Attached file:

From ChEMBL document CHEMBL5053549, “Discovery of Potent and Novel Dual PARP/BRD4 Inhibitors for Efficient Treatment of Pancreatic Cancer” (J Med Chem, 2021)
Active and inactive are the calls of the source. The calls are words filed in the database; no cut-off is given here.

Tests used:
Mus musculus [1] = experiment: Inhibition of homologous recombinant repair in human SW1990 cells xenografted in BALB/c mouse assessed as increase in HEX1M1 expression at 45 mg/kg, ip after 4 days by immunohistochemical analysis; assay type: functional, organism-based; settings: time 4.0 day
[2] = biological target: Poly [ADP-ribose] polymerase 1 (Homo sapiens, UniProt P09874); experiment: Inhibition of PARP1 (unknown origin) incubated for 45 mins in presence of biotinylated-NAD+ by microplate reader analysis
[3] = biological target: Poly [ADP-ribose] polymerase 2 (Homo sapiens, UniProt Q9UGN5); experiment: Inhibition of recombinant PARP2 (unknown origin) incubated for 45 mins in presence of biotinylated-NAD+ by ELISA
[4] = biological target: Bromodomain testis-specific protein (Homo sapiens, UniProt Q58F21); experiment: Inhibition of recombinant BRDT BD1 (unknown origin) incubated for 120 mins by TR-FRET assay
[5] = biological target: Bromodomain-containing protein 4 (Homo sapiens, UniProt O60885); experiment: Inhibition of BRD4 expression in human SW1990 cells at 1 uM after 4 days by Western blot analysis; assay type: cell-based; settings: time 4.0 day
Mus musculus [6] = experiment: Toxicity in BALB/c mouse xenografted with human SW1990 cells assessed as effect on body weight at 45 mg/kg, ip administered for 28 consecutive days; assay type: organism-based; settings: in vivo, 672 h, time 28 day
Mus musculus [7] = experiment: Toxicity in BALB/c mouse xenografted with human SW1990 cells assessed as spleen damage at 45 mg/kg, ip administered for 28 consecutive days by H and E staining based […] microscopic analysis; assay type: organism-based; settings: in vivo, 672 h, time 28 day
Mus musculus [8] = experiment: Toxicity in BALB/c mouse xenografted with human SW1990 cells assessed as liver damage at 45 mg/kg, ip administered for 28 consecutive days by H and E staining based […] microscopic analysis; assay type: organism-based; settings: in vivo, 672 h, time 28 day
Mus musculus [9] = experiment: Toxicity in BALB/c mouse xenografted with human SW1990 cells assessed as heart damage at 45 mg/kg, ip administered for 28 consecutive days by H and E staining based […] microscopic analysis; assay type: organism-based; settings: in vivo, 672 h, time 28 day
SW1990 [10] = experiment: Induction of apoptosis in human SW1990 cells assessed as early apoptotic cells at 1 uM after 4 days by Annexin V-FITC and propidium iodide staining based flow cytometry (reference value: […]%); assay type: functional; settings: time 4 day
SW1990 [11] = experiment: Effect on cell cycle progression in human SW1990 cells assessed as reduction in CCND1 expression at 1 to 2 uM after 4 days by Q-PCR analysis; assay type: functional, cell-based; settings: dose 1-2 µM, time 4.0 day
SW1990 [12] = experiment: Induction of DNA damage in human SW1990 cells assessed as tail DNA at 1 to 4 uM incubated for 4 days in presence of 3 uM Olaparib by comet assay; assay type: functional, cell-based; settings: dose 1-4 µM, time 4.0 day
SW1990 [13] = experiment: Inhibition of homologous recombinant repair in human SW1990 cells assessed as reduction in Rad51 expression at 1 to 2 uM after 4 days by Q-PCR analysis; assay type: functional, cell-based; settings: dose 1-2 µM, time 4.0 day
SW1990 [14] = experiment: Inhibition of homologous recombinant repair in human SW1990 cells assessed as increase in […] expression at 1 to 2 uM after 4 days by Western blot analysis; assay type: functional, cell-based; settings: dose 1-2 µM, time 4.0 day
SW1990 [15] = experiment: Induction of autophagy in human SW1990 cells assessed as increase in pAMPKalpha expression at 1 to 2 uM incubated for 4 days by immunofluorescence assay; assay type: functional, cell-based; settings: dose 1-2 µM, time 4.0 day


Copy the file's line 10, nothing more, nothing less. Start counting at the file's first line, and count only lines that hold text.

Mus musculus [7] = experiment: Toxicity in BALB/c mouse xenografted with human SW1990 cells assessed as spleen damage at 45 mg/kg, ip administered for 28 consecutive days by H and E staining based […] microscopic analysis; assay type: organism-based; settings: in vivo, 672 h, time 28 day